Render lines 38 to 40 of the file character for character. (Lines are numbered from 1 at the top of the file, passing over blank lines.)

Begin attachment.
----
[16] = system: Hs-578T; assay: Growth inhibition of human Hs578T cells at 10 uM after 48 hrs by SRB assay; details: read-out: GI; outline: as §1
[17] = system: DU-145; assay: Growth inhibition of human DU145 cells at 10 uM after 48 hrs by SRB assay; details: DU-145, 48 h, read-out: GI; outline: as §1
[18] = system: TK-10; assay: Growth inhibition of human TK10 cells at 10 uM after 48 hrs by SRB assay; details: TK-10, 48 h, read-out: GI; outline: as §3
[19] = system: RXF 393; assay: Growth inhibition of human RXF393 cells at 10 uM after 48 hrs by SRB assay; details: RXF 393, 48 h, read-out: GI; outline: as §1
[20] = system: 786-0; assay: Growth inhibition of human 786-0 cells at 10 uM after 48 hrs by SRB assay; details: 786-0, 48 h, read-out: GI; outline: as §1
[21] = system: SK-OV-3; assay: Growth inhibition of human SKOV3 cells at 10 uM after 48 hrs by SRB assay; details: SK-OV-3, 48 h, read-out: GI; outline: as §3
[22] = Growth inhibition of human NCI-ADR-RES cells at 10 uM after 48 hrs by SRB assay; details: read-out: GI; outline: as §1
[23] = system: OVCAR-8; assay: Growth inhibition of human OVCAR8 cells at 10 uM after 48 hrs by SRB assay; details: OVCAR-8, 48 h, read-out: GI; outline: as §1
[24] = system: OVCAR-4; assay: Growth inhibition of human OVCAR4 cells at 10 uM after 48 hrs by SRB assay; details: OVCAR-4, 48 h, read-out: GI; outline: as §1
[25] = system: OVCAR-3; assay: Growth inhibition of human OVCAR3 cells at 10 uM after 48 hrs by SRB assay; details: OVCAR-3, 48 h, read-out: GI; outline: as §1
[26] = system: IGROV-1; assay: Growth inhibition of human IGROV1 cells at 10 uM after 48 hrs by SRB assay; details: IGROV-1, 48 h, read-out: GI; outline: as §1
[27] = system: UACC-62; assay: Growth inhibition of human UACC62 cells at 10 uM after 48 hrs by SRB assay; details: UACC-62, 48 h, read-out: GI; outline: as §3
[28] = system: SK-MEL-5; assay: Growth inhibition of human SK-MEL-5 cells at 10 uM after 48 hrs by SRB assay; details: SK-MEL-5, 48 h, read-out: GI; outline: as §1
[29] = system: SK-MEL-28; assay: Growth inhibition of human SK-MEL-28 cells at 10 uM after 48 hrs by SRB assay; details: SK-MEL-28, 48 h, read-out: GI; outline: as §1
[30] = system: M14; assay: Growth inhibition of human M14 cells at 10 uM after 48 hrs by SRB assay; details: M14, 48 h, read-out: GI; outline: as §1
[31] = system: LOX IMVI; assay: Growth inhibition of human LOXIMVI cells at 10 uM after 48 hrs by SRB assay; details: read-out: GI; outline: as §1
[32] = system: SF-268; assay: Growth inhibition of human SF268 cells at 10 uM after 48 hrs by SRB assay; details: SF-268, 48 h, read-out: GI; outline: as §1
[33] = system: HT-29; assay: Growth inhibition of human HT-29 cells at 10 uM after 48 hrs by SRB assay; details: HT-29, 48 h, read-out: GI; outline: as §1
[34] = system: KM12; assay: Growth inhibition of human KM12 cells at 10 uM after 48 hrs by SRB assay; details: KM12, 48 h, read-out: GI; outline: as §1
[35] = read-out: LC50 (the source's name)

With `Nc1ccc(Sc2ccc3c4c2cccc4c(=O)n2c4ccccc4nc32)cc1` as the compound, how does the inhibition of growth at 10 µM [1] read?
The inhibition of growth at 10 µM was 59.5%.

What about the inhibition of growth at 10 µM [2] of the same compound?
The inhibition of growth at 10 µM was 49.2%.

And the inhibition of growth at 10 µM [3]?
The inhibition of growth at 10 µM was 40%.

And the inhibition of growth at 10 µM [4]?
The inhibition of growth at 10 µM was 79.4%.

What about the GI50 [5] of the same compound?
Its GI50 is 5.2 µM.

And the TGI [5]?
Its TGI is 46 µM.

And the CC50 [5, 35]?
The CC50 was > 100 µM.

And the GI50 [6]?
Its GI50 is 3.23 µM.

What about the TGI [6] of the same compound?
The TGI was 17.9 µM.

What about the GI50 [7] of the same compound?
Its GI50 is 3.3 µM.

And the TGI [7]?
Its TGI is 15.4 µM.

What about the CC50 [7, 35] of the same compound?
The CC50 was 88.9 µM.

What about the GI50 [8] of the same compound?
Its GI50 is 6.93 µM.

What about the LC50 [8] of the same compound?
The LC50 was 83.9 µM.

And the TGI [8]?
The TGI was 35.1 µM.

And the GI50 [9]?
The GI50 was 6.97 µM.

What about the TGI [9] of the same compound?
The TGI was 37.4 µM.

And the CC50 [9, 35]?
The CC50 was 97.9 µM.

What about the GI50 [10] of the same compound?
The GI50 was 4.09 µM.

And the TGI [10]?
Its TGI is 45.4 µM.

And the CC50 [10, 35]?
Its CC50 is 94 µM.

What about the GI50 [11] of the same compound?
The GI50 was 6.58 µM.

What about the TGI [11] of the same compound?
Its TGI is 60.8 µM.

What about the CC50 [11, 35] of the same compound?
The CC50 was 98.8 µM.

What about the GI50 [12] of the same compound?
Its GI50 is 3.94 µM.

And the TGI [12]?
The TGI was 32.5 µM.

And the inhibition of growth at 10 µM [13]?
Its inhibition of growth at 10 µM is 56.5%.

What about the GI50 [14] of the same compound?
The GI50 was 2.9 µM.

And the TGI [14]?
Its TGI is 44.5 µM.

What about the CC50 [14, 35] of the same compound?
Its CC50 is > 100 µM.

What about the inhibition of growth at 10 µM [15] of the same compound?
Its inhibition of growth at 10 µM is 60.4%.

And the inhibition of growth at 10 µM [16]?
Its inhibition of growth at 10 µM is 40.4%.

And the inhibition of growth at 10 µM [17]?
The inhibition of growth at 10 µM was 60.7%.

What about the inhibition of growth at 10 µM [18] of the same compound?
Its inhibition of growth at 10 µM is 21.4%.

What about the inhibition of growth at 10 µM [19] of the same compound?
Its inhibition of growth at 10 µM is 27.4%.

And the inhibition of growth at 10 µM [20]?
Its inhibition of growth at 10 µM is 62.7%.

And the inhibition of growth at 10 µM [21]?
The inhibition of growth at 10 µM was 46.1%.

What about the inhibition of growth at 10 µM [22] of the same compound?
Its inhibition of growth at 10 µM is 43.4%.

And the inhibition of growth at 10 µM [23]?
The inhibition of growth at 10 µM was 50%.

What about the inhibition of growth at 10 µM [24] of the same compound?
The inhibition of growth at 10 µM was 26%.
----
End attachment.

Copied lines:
The TGI was 17.9 µM.

What about the GI50 [7] of the same compound?
Its GI50 is 3.3 µM.